ADVERTISING AT CURTAINUP
Short Term Listings
BOOKS and CDs
LETTERS TO EDITOR
A CurtainUp Feature
Double your pleasure. . .
By Elyse Sommer
Of the veritable flood of Shakespeare plays currently on and off-Broadway, the acclaimed London Globe Company's double bill of Richard III and Twelfth Night at the Belasco is a hot ticket. The repertory setup that enables the actors to let audiences see their versatility is more par for the course for London than New York actors, making it something of a novelty in New York. Having these alternating plays feature an all-male cast headed by one Britain's best known and most acclaimed actors, Mark Rylance, adds to the event-ability buzz.
There's also a somewhat less time-consuming in-rep duo (but also requiring two trips to the theater and two ticket purchases), this one by two different playwrights but also featuring a pair of Britain's finest thespians, Ian McKellen and Patrick Stewart: Harold Pinter's No Man's Land & Samuel Beckett's Waiting For Godot at the Cort Theater. Adding "event-ability" is the fact that the famous Brits are joined by two outstanding American actors, Billy Crudup and Shuler Hensley.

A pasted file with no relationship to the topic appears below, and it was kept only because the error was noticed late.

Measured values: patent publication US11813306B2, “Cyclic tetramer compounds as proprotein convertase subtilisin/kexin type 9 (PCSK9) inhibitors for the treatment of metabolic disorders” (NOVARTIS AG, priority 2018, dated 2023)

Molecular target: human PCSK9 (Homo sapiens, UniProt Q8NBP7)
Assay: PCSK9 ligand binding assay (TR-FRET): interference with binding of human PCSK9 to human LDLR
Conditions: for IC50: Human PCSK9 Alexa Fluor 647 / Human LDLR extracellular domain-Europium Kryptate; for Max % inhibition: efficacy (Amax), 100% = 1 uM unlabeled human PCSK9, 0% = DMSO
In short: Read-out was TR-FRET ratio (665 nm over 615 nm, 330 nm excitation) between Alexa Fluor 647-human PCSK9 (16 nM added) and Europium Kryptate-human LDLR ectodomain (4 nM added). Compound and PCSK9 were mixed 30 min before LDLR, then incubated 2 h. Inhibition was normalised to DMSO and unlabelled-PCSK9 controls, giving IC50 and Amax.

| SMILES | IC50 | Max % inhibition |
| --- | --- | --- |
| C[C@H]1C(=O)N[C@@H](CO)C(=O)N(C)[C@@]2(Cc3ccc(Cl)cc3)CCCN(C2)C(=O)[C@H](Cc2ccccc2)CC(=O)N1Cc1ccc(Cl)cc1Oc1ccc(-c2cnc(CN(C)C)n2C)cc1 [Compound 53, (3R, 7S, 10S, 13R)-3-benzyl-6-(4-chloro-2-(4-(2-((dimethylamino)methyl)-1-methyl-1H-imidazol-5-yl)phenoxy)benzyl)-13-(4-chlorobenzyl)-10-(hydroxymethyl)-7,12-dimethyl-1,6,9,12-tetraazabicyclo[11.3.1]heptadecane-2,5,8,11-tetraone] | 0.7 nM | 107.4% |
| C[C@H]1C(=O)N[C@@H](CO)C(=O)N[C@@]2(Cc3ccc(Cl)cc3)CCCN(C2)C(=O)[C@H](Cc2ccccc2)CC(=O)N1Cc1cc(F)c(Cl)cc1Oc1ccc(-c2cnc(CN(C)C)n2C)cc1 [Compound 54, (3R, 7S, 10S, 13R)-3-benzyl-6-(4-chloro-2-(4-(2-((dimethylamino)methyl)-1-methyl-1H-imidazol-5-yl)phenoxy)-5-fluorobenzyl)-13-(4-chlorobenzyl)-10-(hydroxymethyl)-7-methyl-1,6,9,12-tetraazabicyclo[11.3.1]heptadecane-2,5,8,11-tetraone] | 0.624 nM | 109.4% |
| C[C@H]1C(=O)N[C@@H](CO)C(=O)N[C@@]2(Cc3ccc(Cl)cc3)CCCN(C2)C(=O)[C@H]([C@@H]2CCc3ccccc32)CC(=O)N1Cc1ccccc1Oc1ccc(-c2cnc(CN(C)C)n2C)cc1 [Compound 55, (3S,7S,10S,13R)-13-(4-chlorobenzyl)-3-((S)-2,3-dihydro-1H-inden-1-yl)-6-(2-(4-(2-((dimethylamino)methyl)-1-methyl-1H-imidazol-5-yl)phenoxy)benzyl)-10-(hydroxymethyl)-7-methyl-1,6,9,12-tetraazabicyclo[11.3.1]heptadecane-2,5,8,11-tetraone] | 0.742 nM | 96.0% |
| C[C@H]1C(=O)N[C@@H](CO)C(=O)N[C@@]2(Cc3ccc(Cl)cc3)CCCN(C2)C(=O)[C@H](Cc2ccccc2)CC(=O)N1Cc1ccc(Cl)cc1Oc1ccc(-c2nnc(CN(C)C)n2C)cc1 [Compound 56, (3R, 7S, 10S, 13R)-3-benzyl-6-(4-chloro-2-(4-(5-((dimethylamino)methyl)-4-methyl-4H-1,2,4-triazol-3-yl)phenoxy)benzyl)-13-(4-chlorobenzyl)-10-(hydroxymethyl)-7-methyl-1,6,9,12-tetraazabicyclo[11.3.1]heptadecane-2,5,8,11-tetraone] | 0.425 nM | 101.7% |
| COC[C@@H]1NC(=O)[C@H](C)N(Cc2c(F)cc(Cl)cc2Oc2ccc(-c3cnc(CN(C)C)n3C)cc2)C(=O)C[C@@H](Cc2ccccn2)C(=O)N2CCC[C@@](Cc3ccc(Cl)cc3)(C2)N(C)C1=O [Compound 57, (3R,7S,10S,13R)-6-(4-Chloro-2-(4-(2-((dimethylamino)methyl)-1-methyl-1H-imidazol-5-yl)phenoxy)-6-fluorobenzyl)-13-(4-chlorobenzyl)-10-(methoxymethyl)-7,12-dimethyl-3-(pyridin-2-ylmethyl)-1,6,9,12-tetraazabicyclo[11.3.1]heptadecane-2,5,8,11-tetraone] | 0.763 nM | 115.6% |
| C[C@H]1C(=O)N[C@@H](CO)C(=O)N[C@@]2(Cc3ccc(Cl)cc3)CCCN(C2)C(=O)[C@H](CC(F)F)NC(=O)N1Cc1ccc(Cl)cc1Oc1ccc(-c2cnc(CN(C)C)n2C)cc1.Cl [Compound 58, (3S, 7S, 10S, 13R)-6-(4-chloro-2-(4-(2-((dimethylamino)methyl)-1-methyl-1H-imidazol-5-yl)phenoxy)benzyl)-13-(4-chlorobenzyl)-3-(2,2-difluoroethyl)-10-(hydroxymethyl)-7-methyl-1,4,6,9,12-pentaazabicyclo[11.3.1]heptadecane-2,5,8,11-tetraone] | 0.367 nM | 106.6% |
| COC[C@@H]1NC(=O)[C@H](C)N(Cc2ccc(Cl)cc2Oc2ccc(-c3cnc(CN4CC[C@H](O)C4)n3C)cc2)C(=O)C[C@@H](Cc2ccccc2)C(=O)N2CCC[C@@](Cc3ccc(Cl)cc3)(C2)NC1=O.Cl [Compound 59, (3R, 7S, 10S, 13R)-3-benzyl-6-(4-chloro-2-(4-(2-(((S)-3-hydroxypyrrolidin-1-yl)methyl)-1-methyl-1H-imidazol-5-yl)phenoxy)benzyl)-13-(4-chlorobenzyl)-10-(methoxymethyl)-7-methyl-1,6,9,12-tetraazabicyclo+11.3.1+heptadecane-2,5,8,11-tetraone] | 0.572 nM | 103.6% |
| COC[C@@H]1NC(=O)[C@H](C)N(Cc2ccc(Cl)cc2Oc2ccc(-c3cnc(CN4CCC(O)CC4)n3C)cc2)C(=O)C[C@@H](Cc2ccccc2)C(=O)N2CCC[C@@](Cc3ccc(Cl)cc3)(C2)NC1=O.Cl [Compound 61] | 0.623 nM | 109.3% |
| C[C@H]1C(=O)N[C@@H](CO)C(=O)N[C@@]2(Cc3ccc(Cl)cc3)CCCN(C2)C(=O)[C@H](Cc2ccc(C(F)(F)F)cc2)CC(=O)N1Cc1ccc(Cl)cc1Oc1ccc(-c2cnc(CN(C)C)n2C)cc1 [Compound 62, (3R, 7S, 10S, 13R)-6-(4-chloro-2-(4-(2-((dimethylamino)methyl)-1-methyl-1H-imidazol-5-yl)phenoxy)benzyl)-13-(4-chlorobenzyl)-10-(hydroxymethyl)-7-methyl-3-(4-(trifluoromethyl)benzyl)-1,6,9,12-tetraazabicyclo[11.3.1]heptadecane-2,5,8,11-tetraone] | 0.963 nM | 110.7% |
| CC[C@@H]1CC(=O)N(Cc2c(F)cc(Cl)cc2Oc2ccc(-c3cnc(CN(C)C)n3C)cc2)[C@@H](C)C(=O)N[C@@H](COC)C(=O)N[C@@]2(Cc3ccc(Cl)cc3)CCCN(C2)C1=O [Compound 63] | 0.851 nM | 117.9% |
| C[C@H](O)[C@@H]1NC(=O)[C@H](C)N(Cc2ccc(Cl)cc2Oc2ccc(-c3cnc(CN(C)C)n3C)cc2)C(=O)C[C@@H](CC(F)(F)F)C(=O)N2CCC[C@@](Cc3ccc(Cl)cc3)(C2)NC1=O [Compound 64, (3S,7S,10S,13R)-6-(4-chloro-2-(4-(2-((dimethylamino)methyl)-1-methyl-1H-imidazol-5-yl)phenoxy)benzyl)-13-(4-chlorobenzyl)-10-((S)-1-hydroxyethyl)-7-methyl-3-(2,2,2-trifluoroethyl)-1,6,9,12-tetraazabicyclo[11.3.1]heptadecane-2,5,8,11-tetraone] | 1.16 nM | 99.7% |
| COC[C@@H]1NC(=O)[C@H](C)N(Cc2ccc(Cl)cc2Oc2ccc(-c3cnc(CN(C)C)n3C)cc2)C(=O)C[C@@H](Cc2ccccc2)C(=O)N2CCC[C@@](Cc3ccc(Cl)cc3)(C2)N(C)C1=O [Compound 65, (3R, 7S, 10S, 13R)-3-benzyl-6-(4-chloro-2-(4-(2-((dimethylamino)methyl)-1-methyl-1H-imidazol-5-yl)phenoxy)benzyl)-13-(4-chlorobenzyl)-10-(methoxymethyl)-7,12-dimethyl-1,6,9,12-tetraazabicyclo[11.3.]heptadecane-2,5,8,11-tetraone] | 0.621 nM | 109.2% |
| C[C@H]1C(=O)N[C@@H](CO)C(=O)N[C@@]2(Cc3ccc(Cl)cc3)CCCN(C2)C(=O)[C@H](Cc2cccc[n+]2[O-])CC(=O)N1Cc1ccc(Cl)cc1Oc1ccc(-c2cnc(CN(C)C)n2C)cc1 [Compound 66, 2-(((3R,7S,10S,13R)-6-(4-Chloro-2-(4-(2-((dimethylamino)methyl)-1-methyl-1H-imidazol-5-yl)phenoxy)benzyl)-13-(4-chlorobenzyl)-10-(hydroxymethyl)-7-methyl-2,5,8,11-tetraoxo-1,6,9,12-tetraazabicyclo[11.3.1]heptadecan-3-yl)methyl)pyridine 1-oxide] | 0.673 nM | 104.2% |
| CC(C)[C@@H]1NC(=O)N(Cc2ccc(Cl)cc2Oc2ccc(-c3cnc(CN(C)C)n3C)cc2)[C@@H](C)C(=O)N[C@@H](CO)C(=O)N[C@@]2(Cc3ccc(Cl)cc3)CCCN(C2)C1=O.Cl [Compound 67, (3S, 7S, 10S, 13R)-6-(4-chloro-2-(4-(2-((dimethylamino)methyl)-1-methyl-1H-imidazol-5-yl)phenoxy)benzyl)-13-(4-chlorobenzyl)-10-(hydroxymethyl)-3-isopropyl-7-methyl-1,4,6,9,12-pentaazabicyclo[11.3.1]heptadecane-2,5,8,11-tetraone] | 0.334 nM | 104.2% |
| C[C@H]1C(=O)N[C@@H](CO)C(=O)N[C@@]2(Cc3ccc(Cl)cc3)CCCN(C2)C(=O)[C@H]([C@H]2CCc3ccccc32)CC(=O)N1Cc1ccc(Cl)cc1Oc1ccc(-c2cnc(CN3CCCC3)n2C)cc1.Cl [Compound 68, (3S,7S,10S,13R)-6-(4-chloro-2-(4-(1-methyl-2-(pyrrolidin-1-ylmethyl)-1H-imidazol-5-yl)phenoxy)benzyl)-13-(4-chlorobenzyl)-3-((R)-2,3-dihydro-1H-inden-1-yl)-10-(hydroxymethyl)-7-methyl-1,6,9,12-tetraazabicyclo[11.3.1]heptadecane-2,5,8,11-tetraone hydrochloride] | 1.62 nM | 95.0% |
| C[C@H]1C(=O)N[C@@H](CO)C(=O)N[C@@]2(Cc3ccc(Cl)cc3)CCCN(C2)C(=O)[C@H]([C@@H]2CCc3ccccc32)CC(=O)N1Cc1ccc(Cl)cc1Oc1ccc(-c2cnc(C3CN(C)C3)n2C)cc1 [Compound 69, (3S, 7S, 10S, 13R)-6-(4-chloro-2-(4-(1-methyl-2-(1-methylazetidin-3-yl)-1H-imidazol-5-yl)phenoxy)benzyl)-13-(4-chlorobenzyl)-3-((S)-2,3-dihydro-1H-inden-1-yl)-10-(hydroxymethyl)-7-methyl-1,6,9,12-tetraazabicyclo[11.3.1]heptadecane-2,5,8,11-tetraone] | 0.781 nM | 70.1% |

Notithstanding the cost in dollars and time, both these double headers have done well at the box office even before the official opening dates. And your intrepid reporters will be reviewing all.
The popularity of "event-able" plays requiring multiple visits and ticket purchases is not completely new to Broadway (think Tom Stoppard's triptych Coast of Utopia and Alan Ayckbourne's Norman Conquests ).
Nor is this type of presentation limited to Broadway. This season's Off-Broadway season opened with five plays running simultaneously by Lucy Thurber in various downtown venues (casting wasn't in-rep style, but the main character in each was another version of the author's alter ego). For completists that meant five downtown trips which my colleague Simon Saltzman found worthwhile but I found rather less necessary or worth all that time and money.
For the most likely to succeed multiple in-rep shows on the downtown scene, check out the Public Theater Where Richard Nelson's popular plays about the Apples of Rhinebeck, New York. will conclude with Regular Singing which will play in repertory with its four predecessors. Given the run of justly lauded hits at the beautifully renovated theater complex, repertory or otherwise, a visit there, no matter what you see, is very much a a must-do event.
Any in-rep possibilities on your wish list?